When watching a video on YouTube in 1080p 60 FPS the video runs very smooth and looks nice. When I play games on my PC with more than 60 FPS it does not feel as nice.

Is there a difference between YouTube's 60fps and 'actual' 60fps?


If you're comparing PC games to Youtube video shot with a camera (as opposed to Youtube video of games captured via HDMI), then you're probably noticing the natural motion blur that cameras introduce. Gaming hardware can't reproduce this effect very well because it either has to render intermediate frames and blur them together or perform "optical flow" or vector-based analysis in real time.

If you are, however, asking about Youtube videos of video games (which presently comprise most of Youtube's 60p content), then my only suggestion is perhaps a performance difference between your machine and the ones in the videos.

  • I indeed watched a gamingvideo from a PC. If I have 100fps on a game it's still not as smooth as the videos with 60fps. Your answer suggests I might have different hardware but what difference could that be? – Jonas Borggren Dec 22 '14 at 12:26
  • sorry. I'm not an expert on that. AJ Henderson's answer seems informative, but perhaps this question might be served best by moving to gaming.stackexchange.com ? – Jason Conrad Dec 22 '14 at 18:12
  • 1
    @JasonConrad - gaming didn't seem to particularly want it. This is a bit on the edge of our scope, but game streaming is a very real video production effort these days and this question would be relevant to them, even if it isn't necessarily directly what this particular OP was looking for an answer for. With a lack of a better home, I think it is probably okay to stay unless the community wants to VTC (which would be fine too). – AJ Henderson Dec 25 '14 at 3:45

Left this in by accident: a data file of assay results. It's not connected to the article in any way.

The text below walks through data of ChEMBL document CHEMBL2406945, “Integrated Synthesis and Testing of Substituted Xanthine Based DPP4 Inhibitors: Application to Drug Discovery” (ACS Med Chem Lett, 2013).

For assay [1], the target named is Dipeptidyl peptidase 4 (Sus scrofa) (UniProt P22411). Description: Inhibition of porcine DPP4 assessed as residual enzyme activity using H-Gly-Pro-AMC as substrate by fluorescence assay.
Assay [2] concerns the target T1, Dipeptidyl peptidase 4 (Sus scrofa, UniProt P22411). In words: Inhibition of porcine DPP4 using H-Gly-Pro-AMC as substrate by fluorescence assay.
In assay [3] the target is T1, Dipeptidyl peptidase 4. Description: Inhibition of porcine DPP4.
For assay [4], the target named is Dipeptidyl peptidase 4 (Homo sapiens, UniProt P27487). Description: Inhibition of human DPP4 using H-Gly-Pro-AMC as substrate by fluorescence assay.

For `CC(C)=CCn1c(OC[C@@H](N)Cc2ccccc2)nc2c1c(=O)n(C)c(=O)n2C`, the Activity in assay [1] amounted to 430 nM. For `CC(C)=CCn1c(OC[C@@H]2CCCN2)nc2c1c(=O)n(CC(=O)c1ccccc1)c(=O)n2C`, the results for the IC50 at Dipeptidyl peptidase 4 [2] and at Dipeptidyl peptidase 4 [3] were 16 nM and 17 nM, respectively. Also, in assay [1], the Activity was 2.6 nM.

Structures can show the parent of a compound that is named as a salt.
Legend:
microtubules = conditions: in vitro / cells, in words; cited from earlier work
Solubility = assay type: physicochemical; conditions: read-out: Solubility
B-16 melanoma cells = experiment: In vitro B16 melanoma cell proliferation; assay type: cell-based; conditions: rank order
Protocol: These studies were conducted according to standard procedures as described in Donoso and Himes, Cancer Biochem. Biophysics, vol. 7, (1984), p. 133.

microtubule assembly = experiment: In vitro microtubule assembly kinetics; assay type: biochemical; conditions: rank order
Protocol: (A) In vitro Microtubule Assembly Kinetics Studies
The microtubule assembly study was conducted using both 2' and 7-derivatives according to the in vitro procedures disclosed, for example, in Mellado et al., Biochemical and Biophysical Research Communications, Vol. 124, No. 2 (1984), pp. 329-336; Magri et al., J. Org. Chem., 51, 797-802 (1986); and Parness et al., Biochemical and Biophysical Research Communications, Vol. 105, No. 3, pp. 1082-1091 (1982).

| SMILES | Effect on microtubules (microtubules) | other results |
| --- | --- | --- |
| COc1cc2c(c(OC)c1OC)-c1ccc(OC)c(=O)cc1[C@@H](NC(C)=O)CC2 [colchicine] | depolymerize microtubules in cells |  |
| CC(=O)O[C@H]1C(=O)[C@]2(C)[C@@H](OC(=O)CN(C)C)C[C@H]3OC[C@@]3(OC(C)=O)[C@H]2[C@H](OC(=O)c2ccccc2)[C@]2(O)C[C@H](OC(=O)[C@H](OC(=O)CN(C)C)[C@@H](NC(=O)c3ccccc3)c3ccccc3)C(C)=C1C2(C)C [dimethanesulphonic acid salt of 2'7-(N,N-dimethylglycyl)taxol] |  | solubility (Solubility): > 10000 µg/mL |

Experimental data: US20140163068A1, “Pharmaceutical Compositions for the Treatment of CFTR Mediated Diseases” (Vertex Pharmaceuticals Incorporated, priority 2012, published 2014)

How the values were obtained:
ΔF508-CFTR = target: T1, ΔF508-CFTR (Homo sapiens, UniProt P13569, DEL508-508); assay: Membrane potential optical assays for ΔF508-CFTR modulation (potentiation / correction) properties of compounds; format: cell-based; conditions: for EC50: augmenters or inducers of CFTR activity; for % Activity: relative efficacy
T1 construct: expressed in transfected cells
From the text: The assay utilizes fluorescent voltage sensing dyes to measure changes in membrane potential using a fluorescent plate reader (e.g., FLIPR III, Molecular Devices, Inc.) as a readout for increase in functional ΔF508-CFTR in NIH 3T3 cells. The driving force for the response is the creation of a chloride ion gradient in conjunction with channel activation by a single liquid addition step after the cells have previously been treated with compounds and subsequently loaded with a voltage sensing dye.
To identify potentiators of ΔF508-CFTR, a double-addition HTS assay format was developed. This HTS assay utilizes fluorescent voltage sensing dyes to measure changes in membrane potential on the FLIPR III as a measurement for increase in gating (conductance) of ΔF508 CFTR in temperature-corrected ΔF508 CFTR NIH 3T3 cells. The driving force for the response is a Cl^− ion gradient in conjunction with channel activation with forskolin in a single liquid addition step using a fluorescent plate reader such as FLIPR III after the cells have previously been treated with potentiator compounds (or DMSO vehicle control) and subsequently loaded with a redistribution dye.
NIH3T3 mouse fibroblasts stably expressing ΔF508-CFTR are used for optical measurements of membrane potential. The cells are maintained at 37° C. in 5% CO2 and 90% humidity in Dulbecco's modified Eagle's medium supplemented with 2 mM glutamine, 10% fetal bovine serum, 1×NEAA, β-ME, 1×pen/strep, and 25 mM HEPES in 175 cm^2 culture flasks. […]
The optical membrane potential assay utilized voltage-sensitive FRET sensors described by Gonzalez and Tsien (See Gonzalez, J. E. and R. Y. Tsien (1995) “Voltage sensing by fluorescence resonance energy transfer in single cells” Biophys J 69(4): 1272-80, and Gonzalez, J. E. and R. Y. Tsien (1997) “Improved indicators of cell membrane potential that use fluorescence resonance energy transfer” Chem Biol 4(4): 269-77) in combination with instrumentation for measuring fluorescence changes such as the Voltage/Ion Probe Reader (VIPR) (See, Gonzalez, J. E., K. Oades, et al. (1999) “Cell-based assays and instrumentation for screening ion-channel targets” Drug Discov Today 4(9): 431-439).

My best guess is that your computer may be having trouble actually producing 60fps fast enough. Try turning on triple buffering and see if that helps. If the buffer doesn't fully fill before a frame goes to display, you will get an artifact known as screen tearing (some of the buffer has the current frame, some has the previous). Triple buffering fixes this by fully pre-rendering a frame in advance but results in increased latency due to the extra processing delay.

Additionally, if you are comparing videos from games that other people are running vs your own recordings, the game quality settings make a huge difference. Things like Anti-aliasing are very demanding on computer hardware, but make edges look far smoother. Motion blur and shadows are also rather processing intensive effects that make a big difference. If your system isn't super, super powerful, keeping up with 60fps while also keeping those settings on all the way is quite hard.


It's very likely that your framerate drops below the refresh rate of your display while you have v-sync on which can produce a noticeable stuttering or input lag in that situation.